118 HANS, THE MERMAID'S SON
compact, that whichever of them came home last with his load should lose his life on the gallows. So Hans had no objections to make.
Long before the sun was up next morning, all the twelve men were on foot. They took all the best horses and carts, and drove off to the forest. Hans, however, lay and slept on, and the squire said, ' Just let him lie.'
At last, Hans thought it was time to have his breakfast, so he got up and put on his clothes. He took plenty of time to his breakfast, and then went out to get his horse and cart ready. The others had taken everything that was any good, so that he had a difficulty in scraping together four wheels of different sizes and fixing them to an old cart, and he could find no other horses than a pair of old hacks. These he harnessed to his cart and drove off to the forest. He did not know where it lay, but he followed the track of the other carts, and in that way came to it all right. On coming to the s;ate leading into the forest, he was unfortunate enough to break it in pieces, so he took a huge stone that was lying on the field, seven ells long, and seAren ells broad, and set this in the gap, then he went on and joined the others. These laughed at him heartily, for they had laboured as hard as they could since daybreak, and had helped each other to fell trees and put them on the carts, so that all of these were now loaded except one.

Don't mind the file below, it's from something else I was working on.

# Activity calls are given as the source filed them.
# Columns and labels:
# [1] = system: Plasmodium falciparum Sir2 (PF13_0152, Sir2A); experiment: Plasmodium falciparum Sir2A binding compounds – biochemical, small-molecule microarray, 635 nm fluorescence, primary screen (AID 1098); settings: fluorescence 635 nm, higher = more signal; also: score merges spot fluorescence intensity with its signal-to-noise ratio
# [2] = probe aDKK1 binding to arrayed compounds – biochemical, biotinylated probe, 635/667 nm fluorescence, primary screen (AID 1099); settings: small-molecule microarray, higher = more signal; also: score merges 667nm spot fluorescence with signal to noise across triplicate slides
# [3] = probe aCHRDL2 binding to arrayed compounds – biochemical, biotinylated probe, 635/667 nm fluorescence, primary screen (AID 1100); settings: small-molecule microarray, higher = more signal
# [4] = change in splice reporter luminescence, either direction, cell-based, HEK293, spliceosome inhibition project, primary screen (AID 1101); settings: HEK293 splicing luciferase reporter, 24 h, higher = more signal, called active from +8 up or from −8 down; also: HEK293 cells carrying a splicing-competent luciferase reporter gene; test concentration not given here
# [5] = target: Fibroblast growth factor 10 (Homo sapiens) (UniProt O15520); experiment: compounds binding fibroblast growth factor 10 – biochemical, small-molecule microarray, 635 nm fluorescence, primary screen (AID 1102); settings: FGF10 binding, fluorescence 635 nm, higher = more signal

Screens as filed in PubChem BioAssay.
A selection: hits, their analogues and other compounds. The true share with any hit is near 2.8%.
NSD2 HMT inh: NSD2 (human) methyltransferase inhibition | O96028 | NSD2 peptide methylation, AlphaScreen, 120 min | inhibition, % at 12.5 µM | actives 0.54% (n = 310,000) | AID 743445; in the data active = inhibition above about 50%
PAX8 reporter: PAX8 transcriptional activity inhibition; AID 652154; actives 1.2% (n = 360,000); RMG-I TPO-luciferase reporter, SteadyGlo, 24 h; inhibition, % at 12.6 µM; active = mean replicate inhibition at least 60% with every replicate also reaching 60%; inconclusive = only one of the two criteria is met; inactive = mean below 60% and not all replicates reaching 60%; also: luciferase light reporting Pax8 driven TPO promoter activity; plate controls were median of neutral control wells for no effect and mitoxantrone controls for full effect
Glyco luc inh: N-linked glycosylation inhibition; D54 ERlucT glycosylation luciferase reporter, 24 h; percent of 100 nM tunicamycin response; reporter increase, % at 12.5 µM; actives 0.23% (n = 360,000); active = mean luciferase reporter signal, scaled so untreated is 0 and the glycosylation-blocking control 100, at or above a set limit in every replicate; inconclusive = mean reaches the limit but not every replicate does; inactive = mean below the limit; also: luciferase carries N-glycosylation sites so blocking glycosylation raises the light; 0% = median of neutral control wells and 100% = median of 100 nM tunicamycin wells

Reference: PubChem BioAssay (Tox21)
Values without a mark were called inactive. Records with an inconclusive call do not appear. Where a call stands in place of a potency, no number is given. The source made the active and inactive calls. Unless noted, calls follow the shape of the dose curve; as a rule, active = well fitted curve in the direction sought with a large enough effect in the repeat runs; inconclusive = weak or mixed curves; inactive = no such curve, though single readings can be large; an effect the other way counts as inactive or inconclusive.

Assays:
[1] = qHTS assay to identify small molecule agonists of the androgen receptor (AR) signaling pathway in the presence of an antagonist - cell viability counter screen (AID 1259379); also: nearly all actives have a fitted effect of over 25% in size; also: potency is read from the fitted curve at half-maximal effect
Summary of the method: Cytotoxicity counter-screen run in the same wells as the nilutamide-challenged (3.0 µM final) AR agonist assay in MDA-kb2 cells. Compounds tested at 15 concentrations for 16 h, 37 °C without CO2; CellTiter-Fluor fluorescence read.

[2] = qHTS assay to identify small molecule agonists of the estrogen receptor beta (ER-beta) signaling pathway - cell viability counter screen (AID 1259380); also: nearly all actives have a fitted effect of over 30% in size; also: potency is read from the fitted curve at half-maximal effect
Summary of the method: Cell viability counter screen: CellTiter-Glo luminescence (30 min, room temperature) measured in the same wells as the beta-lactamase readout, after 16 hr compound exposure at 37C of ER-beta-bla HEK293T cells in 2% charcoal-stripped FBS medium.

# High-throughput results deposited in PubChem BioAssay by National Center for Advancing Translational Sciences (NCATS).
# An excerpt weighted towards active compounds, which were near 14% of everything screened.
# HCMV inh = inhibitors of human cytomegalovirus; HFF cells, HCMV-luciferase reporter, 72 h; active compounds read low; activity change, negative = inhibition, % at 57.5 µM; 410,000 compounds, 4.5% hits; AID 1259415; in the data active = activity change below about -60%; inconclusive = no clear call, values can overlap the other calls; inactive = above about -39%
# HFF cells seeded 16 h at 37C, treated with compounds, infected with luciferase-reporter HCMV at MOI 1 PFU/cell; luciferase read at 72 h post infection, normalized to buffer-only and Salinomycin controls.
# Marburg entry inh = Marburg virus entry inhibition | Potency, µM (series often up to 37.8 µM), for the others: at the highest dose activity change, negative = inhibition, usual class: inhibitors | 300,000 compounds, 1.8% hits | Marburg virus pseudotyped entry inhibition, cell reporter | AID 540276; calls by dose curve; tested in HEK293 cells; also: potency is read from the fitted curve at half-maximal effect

Hans got hold of a woodman's axe and proceeded to fell a tree, but he destroyed the edge and broke the shaft at the first blow. He therefore laid down the axe, put his arms round the tree, and pulled it up hy the roots. This he threw upon his cart, and then another and another, and thus he went on while all the others forgot their work, and stood with open mouths, gazing at this strange woodcraft. All at once they began to hurry; the last cart was loaded, and they whipped up their horses, so as to be the first to arrive home.
When Hans had finished his work, he again put his